Gallery2:Embedding:Event-Based Loose-Coupled Integration - Gallery Codex
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Gallery2:Embedding:Event-Based Loose-Coupled Integration

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Event-Based Loose-Coupled Integration

This documents describes loose-coupled integration based on event-driven synchronization, its implementation, the alternatives and how standards could improve interoperability between applications for the whole web application community.

Please take a look at the overview of Gallery 2 Embedding.

What is Event-Based Loose-Coupled Integration

Event-based loose-coupled integration is a method to integrate or embed one web application in another, e.g. to integrate a photo album application in a content management system, or to merge a blog with a forum.

The two terms loose-coupled and event-based can be explained separately, but only the combination of the two provides a complete solution for integrating / merging two or more web applications.

Loose-Coupled Integration

Loose-coupled means that the two applications are unchanged and each application exposes an interface through which it should be accessed by other applications. The two applications do not depend on each other, but they can delegate responsibilities like login / authentication to another application by communicating through the interfaces.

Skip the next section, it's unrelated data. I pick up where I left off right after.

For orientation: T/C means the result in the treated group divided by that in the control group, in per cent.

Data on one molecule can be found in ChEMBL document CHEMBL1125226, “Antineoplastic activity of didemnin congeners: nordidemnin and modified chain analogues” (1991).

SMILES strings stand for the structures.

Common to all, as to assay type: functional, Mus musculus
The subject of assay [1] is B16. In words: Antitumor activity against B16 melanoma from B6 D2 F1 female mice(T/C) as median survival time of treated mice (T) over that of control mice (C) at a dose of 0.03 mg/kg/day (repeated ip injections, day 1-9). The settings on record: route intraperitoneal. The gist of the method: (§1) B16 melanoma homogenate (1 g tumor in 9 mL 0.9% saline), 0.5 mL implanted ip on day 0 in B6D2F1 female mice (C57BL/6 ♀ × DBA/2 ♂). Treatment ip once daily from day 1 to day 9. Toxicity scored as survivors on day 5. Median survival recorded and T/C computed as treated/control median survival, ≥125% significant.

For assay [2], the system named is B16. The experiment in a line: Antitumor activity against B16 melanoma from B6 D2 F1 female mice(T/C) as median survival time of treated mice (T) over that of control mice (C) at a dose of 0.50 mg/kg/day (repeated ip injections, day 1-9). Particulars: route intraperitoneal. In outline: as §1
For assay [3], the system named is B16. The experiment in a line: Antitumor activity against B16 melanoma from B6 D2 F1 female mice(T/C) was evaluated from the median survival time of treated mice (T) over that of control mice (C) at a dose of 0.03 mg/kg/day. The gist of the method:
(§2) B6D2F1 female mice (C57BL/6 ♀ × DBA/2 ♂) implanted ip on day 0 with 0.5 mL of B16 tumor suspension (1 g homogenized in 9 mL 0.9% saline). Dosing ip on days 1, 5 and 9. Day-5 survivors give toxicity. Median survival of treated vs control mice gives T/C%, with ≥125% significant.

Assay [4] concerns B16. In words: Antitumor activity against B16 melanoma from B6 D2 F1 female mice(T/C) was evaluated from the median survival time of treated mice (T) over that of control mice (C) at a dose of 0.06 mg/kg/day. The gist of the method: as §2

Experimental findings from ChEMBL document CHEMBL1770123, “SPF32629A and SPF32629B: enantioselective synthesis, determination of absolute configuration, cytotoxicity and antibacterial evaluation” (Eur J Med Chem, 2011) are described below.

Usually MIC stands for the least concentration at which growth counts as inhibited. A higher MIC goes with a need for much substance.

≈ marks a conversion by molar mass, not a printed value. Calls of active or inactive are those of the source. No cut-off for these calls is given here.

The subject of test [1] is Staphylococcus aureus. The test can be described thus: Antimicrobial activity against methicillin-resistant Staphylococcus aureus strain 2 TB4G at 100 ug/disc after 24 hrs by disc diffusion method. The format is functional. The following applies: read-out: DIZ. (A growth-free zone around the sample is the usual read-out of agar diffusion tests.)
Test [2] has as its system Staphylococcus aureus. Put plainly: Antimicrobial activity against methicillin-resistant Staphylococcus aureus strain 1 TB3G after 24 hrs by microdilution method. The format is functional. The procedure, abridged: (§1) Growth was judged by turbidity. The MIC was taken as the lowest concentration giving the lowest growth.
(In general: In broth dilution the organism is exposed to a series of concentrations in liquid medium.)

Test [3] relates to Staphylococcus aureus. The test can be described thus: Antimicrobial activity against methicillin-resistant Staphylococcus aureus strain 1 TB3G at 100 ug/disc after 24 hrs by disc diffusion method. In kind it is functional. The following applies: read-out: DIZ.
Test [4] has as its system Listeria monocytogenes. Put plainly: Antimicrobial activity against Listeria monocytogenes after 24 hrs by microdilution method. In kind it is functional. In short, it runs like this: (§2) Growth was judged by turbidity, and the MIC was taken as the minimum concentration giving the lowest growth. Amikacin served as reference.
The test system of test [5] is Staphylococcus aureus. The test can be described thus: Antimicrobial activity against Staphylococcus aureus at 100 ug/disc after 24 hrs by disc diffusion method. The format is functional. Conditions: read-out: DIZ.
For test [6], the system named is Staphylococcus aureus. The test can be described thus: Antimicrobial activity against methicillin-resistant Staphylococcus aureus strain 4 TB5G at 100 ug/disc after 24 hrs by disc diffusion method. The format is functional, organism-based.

Integrating application A into another application B is done by having some glue code on top / as a plugin of B which calls A to get the generated output (HTML) and then B puts the generated output in its own output and returns the whole output to the user.

 User  -- request --> Application B (e.g. a CMS)
                        |____ B initializes etc.
                        |____ B authenticates the 
                        |     active user
                        |____ If the request is for  -- B calls --> Application A (e.g. a forum)
                        |     an integrated page of                   |____ A handles the request 
                        |     of A in B                                     and returns the output
                        |                            <- A returns -
                        |